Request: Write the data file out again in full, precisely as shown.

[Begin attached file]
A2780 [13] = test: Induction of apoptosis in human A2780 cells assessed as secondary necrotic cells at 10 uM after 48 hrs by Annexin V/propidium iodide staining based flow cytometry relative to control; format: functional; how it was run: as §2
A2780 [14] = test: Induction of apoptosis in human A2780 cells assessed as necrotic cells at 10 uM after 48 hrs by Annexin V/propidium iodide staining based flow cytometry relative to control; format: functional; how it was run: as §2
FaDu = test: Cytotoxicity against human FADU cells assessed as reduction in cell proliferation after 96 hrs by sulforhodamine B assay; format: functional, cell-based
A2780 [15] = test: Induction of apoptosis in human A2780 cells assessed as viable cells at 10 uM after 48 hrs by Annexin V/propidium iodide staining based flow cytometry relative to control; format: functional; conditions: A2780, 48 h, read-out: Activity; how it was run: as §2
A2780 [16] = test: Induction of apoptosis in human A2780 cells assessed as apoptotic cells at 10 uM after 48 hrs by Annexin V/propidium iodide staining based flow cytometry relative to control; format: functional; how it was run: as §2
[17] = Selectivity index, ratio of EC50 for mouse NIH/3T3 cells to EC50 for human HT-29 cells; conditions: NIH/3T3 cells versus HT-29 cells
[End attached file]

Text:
A2780 [13] = test: Induction of apoptosis in human A2780 cells assessed as secondary necrotic cells at 10 uM after 48 hrs by Annexin V/propidium iodide staining based flow cytometry relative to control; format: functional; how it was run: as §2
A2780 [14] = test: Induction of apoptosis in human A2780 cells assessed as necrotic cells at 10 uM after 48 hrs by Annexin V/propidium iodide staining based flow cytometry relative to control; format: functional; how it was run: as §2
FaDu = test: Cytotoxicity against human FADU cells assessed as reduction in cell proliferation after 96 hrs by sulforhodamine B assay; format: functional, cell-based
A2780 [15] = test: Induction of apoptosis in human A2780 cells assessed as viable cells at 10 uM after 48 hrs by Annexin V/propidium iodide staining based flow cytometry relative to control; format: functional; conditions: A2780, 48 h, read-out: Activity; how it was run: as §2
A2780 [16] = test: Induction of apoptosis in human A2780 cells assessed as apoptotic cells at 10 uM after 48 hrs by Annexin V/propidium iodide staining based flow cytometry relative to control; format: functional; how it was run: as §2
[17] = Selectivity index, ratio of EC50 for mouse NIH/3T3 cells to EC50 for human HT-29 cells; conditions: NIH/3T3 cells versus HT-29 cells